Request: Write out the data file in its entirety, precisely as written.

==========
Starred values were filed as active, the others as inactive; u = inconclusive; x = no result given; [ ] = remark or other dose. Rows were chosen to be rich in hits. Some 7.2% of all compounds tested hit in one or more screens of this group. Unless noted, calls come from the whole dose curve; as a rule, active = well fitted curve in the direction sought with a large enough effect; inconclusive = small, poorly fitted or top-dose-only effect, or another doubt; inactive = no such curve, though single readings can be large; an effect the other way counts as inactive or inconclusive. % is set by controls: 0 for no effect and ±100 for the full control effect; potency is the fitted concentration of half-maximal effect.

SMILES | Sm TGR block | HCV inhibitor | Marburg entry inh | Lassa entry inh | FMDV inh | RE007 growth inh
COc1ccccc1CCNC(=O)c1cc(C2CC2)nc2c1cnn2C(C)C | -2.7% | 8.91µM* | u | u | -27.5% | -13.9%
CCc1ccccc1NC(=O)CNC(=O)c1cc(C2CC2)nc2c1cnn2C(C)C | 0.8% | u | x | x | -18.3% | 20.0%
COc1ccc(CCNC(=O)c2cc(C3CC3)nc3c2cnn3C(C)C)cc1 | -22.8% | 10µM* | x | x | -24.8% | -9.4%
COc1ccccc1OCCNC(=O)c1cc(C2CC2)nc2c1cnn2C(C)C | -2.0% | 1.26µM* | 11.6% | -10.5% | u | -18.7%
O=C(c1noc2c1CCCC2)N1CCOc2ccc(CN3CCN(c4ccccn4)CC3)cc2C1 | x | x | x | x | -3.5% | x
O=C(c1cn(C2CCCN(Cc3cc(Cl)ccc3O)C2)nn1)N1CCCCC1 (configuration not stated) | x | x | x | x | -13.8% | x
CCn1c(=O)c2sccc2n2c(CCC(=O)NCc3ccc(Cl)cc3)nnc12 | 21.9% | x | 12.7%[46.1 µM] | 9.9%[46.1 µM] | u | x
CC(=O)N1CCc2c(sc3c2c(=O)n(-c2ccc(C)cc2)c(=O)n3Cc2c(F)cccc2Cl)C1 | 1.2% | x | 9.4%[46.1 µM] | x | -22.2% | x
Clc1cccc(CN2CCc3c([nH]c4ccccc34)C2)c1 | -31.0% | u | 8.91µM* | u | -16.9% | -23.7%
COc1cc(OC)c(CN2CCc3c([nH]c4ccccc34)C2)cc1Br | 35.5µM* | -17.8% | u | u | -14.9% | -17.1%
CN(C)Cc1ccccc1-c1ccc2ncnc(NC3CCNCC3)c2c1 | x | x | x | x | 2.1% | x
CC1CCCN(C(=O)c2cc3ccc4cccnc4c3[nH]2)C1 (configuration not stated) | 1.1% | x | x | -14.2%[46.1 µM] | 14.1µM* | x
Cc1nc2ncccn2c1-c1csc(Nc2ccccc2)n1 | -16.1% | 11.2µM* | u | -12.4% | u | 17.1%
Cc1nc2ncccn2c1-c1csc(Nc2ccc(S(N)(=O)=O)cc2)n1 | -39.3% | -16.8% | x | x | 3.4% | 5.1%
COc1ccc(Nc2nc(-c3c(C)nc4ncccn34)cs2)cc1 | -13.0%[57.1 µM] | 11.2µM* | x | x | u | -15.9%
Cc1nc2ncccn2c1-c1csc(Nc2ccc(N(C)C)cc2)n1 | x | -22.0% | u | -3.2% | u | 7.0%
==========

Starred values were filed as active, the others as inactive; u = inconclusive; x = no result given; [ ] = remark or other dose. Rows were chosen to be rich in hits. Some 7.2% of all compounds tested hit in one or more screens of this group. Unless noted, calls come from the whole dose curve; as a rule, active = well fitted curve in the direction sought with a large enough effect; inconclusive = small, poorly fitted or top-dose-only effect, or another doubt; inactive = no such curve, though single readings can be large; an effect the other way counts as inactive or inconclusive. % is set by controls: 0 for no effect and ±100 for the full control effect; potency is the fitted concentration of half-maximal effect.

SMILES | Sm TGR block | HCV inhibitor | Marburg entry inh | Lassa entry inh | FMDV inh | RE007 growth inh
COc1ccccc1CCNC(=O)c1cc(C2CC2)nc2c1cnn2C(C)C | -2.7% | 8.91µM* | u | u | -27.5% | -13.9%
CCc1ccccc1NC(=O)CNC(=O)c1cc(C2CC2)nc2c1cnn2C(C)C | 0.8% | u | x | x | -18.3% | 20.0%
COc1ccc(CCNC(=O)c2cc(C3CC3)nc3c2cnn3C(C)C)cc1 | -22.8% | 10µM* | x | x | -24.8% | -9.4%
COc1ccccc1OCCNC(=O)c1cc(C2CC2)nc2c1cnn2C(C)C | -2.0% | 1.26µM* | 11.6% | -10.5% | u | -18.7%
O=C(c1noc2c1CCCC2)N1CCOc2ccc(CN3CCN(c4ccccn4)CC3)cc2C1 | x | x | x | x | -3.5% | x
O=C(c1cn(C2CCCN(Cc3cc(Cl)ccc3O)C2)nn1)N1CCCCC1 (configuration not stated) | x | x | x | x | -13.8% | x
CCn1c(=O)c2sccc2n2c(CCC(=O)NCc3ccc(Cl)cc3)nnc12 | 21.9% | x | 12.7%[46.1 µM] | 9.9%[46.1 µM] | u | x
CC(=O)N1CCc2c(sc3c2c(=O)n(-c2ccc(C)cc2)c(=O)n3Cc2c(F)cccc2Cl)C1 | 1.2% | x | 9.4%[46.1 µM] | x | -22.2% | x
Clc1cccc(CN2CCc3c([nH]c4ccccc34)C2)c1 | -31.0% | u | 8.91µM* | u | -16.9% | -23.7%
COc1cc(OC)c(CN2CCc3c([nH]c4ccccc34)C2)cc1Br | 35.5µM* | -17.8% | u | u | -14.9% | -17.1%
CN(C)Cc1ccccc1-c1ccc2ncnc(NC3CCNCC3)c2c1 | x | x | x | x | 2.1% | x
CC1CCCN(C(=O)c2cc3ccc4cccnc4c3[nH]2)C1 (configuration not stated) | 1.1% | x | x | -14.2%[46.1 µM] | 14.1µM* | x
Cc1nc2ncccn2c1-c1csc(Nc2ccccc2)n1 | -16.1% | 11.2µM* | u | -12.4% | u | 17.1%
Cc1nc2ncccn2c1-c1csc(Nc2ccc(S(N)(=O)=O)cc2)n1 | -39.3% | -16.8% | x | x | 3.4% | 5.1%
COc1ccc(Nc2nc(-c3c(C)nc4ncccn34)cs2)cc1 | -13.0%[57.1 µM] | 11.2µM* | x | x | u | -15.9%
Cc1nc2ncccn2c1-c1csc(Nc2ccc(N(C)C)cc2)n1 | x | -22.0% | u | -3.2% | u | 7.0%